I WANT to register my deep concerns about fracking nationally, and in our area in particular. There are too many flaws and unknowns to allow “any” exploration until much more research has been completed and public information shared.

We did not have any representative from any political party canvassing us at the last General Election, but to my limited knowledge it was not a major point of discussion at that time. It’s clear to me we are being rail-roaded into something which could potentially have many serious effects without knowledge or debate.

Sadly, too many politicians have lost credibility with the public on all sorts of topics, so for the Prime Minister and Chancellor of the Exchequer to “tell” us we need “it” (shale gas) is just too ridiculous to believe. I have not voted for it, either nationally or locally, so I’m not prepared to accept it without some serious justification and debate.

My main concerns are the significant amounts of waste water expected to be produced as a result of these operations. Allegedly, last month the Government censored a report it had commissioned in which the areas of censorship included the effect on house prices, economic impacts, social impacts and environmental impacts.

If the Government is so concerned about the impacts of such a report, should we as concerned citizens be extremely worried about the impact of the full content of such a report? We live in an Area of Outstanding Natural Beauty (Howardian Hills) and have a national park (North York Moors) only a few miles away. In a blighted landscape what will be the effect on tourism, agricultural and the natural environment?

We need to have clearly explained a cost versus benefit analysis. Why, with such negative publicity and concern as is being shown in the US, and by other governments (Germany in particular) is the UK Government going headlong into this without being open and transparent about the effects?

Then is anyone surprised when mention of road widening causes such an uproar. We seem to be taking very little notice of global warming. Please, please don’t let us be so stupid as to allow another potential local, national and maybe global disaster.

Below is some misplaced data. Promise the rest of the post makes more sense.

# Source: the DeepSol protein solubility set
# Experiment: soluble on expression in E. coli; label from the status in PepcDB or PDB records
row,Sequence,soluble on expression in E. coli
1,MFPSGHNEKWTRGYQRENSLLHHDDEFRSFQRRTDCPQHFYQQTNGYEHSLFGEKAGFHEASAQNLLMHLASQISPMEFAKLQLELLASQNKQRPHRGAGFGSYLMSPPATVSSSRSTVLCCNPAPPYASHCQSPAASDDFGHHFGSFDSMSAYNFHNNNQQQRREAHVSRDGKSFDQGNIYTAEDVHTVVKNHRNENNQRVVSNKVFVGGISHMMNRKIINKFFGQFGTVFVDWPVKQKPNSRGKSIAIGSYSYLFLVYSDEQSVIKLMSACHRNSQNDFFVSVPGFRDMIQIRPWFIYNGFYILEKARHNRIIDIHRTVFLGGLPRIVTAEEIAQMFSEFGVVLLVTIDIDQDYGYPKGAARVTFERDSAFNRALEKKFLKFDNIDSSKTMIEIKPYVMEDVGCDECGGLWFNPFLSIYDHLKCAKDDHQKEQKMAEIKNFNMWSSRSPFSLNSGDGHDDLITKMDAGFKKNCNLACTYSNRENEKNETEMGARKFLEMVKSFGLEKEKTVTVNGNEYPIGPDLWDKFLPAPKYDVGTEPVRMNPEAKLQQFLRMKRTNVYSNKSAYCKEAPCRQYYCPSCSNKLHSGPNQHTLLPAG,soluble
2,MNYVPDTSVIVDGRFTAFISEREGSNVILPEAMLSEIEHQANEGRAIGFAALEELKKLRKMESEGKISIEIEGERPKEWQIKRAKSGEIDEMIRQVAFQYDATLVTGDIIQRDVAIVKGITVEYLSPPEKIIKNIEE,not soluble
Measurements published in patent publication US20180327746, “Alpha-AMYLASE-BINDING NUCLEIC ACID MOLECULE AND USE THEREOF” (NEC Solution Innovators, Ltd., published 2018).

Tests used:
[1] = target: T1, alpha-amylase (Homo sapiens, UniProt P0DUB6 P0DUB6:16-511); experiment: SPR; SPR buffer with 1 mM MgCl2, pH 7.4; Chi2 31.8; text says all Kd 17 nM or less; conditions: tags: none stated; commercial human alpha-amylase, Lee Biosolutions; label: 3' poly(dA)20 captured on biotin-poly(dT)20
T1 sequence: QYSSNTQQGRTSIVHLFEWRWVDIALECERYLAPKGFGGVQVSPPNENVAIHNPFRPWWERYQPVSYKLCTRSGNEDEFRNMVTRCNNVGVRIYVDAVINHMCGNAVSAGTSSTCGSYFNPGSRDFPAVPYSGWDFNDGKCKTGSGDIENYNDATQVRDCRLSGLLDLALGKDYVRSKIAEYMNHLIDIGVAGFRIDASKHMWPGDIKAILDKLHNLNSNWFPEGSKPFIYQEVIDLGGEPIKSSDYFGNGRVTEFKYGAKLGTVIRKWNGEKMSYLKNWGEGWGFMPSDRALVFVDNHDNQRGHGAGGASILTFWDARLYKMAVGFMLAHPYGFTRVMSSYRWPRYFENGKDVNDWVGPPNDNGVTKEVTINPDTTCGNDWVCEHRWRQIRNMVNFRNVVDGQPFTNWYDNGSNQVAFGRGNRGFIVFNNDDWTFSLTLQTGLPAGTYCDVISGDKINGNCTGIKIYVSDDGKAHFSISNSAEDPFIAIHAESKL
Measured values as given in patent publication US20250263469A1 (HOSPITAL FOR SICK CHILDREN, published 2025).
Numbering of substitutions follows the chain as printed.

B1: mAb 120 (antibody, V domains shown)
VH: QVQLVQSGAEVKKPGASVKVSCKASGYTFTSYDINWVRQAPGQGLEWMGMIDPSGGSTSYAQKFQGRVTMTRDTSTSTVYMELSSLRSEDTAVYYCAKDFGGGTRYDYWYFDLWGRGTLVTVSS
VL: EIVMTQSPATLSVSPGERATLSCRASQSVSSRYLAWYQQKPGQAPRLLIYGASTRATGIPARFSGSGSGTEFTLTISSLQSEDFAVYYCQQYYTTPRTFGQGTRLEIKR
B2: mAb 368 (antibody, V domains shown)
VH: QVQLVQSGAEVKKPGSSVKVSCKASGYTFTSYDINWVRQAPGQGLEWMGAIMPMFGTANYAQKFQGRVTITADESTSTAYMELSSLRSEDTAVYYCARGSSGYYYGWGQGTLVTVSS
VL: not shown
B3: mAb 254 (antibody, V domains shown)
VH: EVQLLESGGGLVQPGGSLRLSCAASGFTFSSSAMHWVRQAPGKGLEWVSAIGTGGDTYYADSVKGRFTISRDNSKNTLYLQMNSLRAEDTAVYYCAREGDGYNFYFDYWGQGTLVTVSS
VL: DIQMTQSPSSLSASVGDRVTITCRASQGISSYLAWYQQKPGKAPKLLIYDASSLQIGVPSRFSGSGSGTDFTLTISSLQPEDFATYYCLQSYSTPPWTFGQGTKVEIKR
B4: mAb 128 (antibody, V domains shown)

David Turner, Hovingham

FRACK Free Ryedale welcomes Councillor Lindsay Burr’s comments in her recent column about the threat of fracking to the area, and we are pleased to see that councillors are now prepared to voice their private concerns in public.

However, Coun Burr says she understands “that our national park is protected, thank goodness”.

Unfortunately, this is untrue.

Although the Government announced on July 28 that it was tightening guidelines for fracking in National Parks and Areas of Outstanding Natural Beauty (AONBs), fracking in these areas can still be allowed in “exceptional circumstances and in the public interest”.

However, what constitutes “exceptional circumstances” has never been defined.

As reported in the Gazette & Herald of September 3, Third Energy recently applied for permission to drill an injection well at Ebberston Moor, in the North York Moors National Park, which Frack Free Ryedale said it will use to inject millions of gallons of contaminated and radioactive waste water back into the ground.

We shall be opposing this application and we urge all concerned residents and businesses in Ryedale to do the same.

Adela Pickles, Frack Free Ryedale

COMING from Castleton, and with a home in Rosedale Abbey, I’d like to say clearly that I am 100 per cent behind exploiting British gas reserves with established and safe technology – fracking. I’ve been earning my living for the previous 20 years working in “frac” drilling and completion operations.

Frac has been used in the UK, Australia and the US for more than 50 years already. It is a proven and safe technology for extracting gas (and oil) from deep below the surface.

The environmental risks from gas exploitation using “frac” are minimal, well-known, and easily managed.

The benefits include the following: creation of jobs; increased wealth in the local community; natural gas exploitation requires a very small surface “footprint”; and production sites are not noisy, or smelly, and they’re easily screened compared with wind farms, coal mines, etc; provision of gas from Britain means we’re not reliant on getting energy from overseas; natural gas is clean and safe; creating additional wealth from “frac” gas means we have the resources to better be able to protect our environment from the real problems it faces.

The downside is: three- to four-month period when drilling, the drill-rig is visible in the landscape; increased local traffic during the construction and drilling phase as workers and equipment come and go; minimal landscape disturbance for construction of the drilling “location”.

Frac does not cause earthquakes or water pollution. The chemicals used in frac are not particularly hazardous – most homes in Ryedale would have all the chemicals used in frac in their bathroom or under the kitchen sink.

In summary, frac and natural gas exploitation has the potential to transform Ryedale for the better; bringing much-needed employment to the area, raising living standards and creating a new energy source for the British economy. We’d be mad to reject for spurious, unfounded environmental protection reasons.

Dr Graham Marshall, Rosedale Abbey